Originally Posted by P W Grey
if one were to scrupulously analyze most tuners application of what they are calling ET, they would come up short to one degree or another...some seriously so.
Here’s an analogy for you. A circle is mathematical construct. It exists only in the mind. As soon as you try to put pencil to paper, the thickness of that arc, no mater how small, turns it in to a cylinder. Any slight deviation from perfection means it is something different from a circle.

I think it can be argued that for musical purposes, the concept of a circle can exist beyond the mathematical construct. We know a circle when we see it. Being mathematically perfect isn’t the defining characteristic of either ET or a circle. If the intent is to minimize differences between key areas, and fast beating intervals are progressing smoothly, then I think we can safely call it ET. It may or not be a good ET, but it is ET nevertheless.


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Re: most common non ET temperaments in 2020?
VladK #3038443 10/22/20 08:04 PM
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Originally Posted by VladK
Thanks for sharing all this first hand experience.
Probably the easiest way to compare various temperaments is Pianoteq with any decent digital piano. If only I was good enough to generate any meaningful conclusions by playing it cry
For me any temperament sounds good enough.


Digital pianos do not produce the same partials as an acoustic piano, and the effects of tempering occur between upper partials, not fundamentals. Digital pianos I have heard don't give a very clear image of what WT's are all about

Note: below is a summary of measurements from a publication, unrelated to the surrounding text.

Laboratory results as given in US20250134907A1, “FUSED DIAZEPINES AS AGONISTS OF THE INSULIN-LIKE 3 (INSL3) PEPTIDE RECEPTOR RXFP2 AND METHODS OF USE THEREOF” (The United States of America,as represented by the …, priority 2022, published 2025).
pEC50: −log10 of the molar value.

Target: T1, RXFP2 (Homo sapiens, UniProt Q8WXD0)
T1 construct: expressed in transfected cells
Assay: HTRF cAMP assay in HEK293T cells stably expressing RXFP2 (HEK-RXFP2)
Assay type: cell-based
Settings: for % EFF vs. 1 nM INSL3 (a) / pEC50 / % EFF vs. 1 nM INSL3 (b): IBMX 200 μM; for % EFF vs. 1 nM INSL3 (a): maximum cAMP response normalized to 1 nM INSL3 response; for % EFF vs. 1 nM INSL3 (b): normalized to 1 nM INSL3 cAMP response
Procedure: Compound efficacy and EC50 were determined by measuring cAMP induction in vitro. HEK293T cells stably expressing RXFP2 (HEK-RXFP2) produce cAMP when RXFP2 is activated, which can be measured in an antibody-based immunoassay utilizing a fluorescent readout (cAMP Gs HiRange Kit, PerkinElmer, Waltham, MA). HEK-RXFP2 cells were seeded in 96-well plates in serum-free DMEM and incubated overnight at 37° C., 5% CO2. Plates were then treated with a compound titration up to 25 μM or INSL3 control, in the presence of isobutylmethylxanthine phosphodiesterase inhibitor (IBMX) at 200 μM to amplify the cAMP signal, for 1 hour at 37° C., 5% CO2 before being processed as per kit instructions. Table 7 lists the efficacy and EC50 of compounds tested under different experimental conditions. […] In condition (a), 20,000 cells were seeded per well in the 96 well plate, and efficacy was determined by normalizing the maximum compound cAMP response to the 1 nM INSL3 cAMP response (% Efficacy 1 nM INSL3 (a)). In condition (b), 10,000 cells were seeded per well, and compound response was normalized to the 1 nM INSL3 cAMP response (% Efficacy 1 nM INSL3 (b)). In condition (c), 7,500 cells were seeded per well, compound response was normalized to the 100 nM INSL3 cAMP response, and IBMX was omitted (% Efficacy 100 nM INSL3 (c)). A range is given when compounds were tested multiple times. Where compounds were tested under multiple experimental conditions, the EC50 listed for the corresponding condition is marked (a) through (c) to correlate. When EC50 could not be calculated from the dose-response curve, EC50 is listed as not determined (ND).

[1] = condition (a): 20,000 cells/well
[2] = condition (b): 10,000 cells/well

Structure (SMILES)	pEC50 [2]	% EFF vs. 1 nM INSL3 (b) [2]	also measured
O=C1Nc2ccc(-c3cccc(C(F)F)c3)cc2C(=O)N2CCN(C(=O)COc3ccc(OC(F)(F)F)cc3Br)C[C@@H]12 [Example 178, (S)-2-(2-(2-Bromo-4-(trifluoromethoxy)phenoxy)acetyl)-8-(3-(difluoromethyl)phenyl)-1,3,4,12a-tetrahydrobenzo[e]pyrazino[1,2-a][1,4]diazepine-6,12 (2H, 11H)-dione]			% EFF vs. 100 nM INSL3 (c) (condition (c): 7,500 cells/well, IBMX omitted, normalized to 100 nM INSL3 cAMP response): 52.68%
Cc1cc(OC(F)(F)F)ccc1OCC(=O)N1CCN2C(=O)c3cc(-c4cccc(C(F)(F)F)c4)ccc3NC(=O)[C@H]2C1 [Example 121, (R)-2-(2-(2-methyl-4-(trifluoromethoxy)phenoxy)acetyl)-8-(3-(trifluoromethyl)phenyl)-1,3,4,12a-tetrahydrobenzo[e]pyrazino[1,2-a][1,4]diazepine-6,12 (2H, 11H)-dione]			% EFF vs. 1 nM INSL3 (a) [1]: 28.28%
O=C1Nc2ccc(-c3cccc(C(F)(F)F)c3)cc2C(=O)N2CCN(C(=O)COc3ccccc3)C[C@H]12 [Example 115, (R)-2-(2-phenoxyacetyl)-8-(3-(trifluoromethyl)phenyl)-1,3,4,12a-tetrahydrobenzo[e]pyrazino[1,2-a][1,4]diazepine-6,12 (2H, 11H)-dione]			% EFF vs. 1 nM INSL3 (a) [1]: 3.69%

Re: most common non ET temperaments in 2020?
Ed Foote #3038449 10/22/20 08:47 PM
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Originally Posted by Ed Foote
Originally Posted by VladK
Thanks for sharing all this first hand experience.
Probably the easiest way to compare various temperaments is Pianoteq with any decent digital piano. If only I was good enough to generate any meaningful conclusions by playing it cry
For me any temperament sounds good enough.


Digital pianos do not produce the same partials as an acoustic piano, and the effects of tempering occur between upper partials, not fundamentals. Digital pianos I have heard don't give a very clear image of what WT's are all about

Thanks. I assume you mean harmonics; important clarification for me personally.


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Re: most common non ET temperaments in 2020?
VladK #3038450 10/22/20 09:05 PM
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Originally Posted by VladK
Thanks. I assume you mean harmonics; important clarification for me personally.

Partials are related to harmonics. In the piano, the relationship is theoretical to real-world. The idea of a harmonic is a whole-number fraction of the fundamental -- octave = ½ ; twelfth = 3/2, etc.

In reality, due to the existence of inharmonicity, the strings in pianos do not divide up into perfect fractional segments due to the thickness and stiffness of the wire. So, what theoretically would be a 1:2 division for the first octave, when actually measured, turns out to be something slightly off -- like maybe 1:1.998, for example (mathematicians, you can do your thing here). So since these divisions are only "part" of the theoretical harmonic, they are called "partials".


Keith Akins, RPT
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Supporting Piano Owners D-I-Y piano tuning and repair
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Re: most common non ET temperaments in 2020?
N W #3038459 10/22/20 10:45 PM